A federal police anti-bribery taskforce is examining if ASX-listed firm Iluka Resources has breached Australian corruption laws after acquiring a London firm accused of bribing high-ranking Sierra Leone officials to win mining licences.
The AFP’s involvement in the case – which Iluka has not disclosed to the share market – comes after Fairfax Media revealed earlier this month that a secret internal inquiry by the Australian miner had embroiled a leading Sierra Leone presidential candidate, a cabinet minister and high-ranking officials in a bribery scandal.
The revelations place Australia’s corporate foreign bribery detection regime under the spotlight, along with questions about how much companies need to tell shareholders about corruption allegations.
The latter topic has become contentious this week after the Commonwealth Bank was accused of failing to notify shareholders in a timely fashion about a longstanding investigation by anti-money laundering agency AUSTRAC. Steel maker Bluescope also disclosed recently that it is the subject of a cartel investigation.
Iluka Resources uncovered the suspected bribe payments after it added one of the world’s largest rutile mines to its portfolio via the takeover of the London listed Sierra Rutile Ltd for $375 million in December.
In its takeover of Sierra Rutile, Iluka inherited the London firm’s liability for past acts of alleged bribery or corruption. This may expose Iluka to investigation by Australian or UK law enforcement agencies.
This means Australian authorities or their UK counterparts may be able to investigate Iluka for Sierra Rutile’s past behaviour.
Former Sierra Rutile Ltd chief executive turned Sierra Leone presidential candidate John Sisay is at the centre of the Iluka bribery probe, with the Australian company confidentially telling anti-corruption investigators at the UK Serious Fraud Office of evidence suggesting Mr Sisay supported alleged improper payments.
Iluka has cancelled three mining licences due to the corruption concerns, which include evidence of a $110,000 payment allegedly funnelled to senior officials at the direction of Mr Sisay.
Mr Sisay, a cousin of current President Ernest Koroma, has strongly denied any impropriety, declaring the revelations in Fairfax Media an effort by foreign forces to derail his presidential campaign.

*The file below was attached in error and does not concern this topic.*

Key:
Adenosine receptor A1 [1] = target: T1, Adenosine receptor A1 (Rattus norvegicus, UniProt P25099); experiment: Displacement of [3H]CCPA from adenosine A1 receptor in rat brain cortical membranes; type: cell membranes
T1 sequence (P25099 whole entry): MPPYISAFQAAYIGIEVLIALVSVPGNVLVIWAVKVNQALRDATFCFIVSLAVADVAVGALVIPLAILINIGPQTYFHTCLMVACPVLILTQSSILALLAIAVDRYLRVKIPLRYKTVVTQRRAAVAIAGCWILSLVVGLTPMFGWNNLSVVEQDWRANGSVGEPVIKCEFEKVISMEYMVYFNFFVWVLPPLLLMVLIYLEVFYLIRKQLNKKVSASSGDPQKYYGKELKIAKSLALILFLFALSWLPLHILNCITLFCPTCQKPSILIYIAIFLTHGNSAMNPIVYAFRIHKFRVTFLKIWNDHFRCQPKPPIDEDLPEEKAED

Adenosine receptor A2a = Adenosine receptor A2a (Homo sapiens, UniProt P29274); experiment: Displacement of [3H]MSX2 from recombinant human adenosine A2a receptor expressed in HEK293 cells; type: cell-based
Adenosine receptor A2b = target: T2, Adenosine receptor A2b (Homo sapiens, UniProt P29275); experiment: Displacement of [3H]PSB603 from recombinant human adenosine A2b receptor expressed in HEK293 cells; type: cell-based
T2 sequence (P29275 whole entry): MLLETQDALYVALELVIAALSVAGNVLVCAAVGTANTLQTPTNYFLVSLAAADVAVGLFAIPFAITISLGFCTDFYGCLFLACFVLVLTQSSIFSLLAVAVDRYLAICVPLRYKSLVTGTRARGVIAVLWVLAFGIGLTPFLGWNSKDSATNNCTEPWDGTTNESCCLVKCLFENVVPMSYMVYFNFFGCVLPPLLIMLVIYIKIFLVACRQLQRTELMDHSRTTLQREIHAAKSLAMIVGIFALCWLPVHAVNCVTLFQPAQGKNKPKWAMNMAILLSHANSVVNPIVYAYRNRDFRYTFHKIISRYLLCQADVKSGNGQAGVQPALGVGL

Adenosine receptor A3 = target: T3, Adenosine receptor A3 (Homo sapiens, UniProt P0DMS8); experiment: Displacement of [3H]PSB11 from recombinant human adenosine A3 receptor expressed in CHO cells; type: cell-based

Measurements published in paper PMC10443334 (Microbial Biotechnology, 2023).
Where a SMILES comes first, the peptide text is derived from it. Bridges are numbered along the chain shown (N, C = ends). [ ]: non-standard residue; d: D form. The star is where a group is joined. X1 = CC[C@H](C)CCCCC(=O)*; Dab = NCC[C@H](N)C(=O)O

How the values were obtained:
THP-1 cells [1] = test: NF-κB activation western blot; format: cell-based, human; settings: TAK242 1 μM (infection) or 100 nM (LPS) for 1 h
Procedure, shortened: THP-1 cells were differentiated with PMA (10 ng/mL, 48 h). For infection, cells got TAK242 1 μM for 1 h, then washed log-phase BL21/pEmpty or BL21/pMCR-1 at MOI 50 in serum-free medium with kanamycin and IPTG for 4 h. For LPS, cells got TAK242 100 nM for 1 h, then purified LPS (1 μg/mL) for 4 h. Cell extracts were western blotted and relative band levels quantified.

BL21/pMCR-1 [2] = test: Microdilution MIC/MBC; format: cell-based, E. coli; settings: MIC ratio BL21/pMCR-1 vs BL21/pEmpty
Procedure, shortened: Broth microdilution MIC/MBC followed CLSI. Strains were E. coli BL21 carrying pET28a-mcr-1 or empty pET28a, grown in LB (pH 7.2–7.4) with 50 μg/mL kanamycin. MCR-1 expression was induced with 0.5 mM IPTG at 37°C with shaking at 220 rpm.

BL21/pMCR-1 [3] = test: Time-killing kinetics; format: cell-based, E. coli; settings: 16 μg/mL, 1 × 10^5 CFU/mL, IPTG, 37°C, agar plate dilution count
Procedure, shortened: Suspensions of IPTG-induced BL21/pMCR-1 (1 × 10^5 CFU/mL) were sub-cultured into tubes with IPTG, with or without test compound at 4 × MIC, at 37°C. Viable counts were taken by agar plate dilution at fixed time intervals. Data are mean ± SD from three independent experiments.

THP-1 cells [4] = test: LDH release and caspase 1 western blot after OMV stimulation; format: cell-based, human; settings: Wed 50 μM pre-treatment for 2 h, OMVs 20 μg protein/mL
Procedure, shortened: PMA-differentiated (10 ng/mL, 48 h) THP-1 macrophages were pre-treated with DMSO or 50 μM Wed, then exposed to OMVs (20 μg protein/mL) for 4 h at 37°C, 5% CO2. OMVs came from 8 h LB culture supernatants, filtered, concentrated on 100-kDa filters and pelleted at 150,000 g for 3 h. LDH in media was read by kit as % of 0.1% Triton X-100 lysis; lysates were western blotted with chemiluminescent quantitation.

But in responding to questions posed by Fairfax Media, Mr Sisay has now confirmed that Sierra Rutile spent tens of thousands of dollars on flights for a Sierra Leone cabinet minister, Diana Konomanyi. Iluka discovered more than $50,000 of flight payments and has referred them to anti-corruption authorities.
In a statement, Mr Sisay said that the “flight tickets were bought for medical assistance and were fully disclosed in SRL accounts.”
“The Minister of Lands [Ms Konomanyi] is not involved in any mining-related decisions therefore this was not seen to be a conflict of interest in any way.”
Mr Sisay has previously said that while he was chief executive of Sierra Rutile he had not authorised “payments of any kind to any Sierra Leone government officials for any reason”.
“I categorically deny the allegation that I oversaw the payments of bribes, whether in the form of payment of travel costs or otherwise, in order to secure mining licences,” he said in a statement to Fairfax Media earlier this month.
Mr Sisay said Iluka had not raised any issues about any payments by the company.
Nor, he said, had any investigators from Australia, Sierra Leone or “anywhere else” contacted him about the matter.
Iluka has declined to confirm if the federal police are involved in the bribery inquiry and, until Fairfax Media’s revelations, had not told the market about the involvement of the British Serious Fraud Office in examining the bribery allegations.
But the AFP confirmed to Fairfax Media that it had “commenced an evaluation into” the bribery allegations.
Iluka has defended its cautious approach to detailing the extent of the alleged bribery scandal to shareholders, stating that the firm’s board believes the issue to be financially immaterial.
Corporate corruption and governance expert and partner at Johnson Winter & Slattery, Robert Wyld, said directors of firms facing allegations like those involving Iluka or the CBA faced a difficult decision about how much information they needed to disclose.
He said that while the possible fines arising from a bribery or anti-money laundering prosecution may not materially affect a company’s balance sheet, they must consider how any damage to reputation could affect the share price.
Mr Wyld said he generally favoured companies being more forthcoming with disclosure, adding that this was a trend being encouraged by regulators.
“Transparency is generally much better than non transparency but you have to do it in an informed way because what is known to the company at any point in time might be limited,” he said.
“The impact of a corruption probe may be blown out of proportion or the probe may be resolved without an adverse finding.”
On Friday Iluka’s shares lifted to a fresh three-year high at $9.65.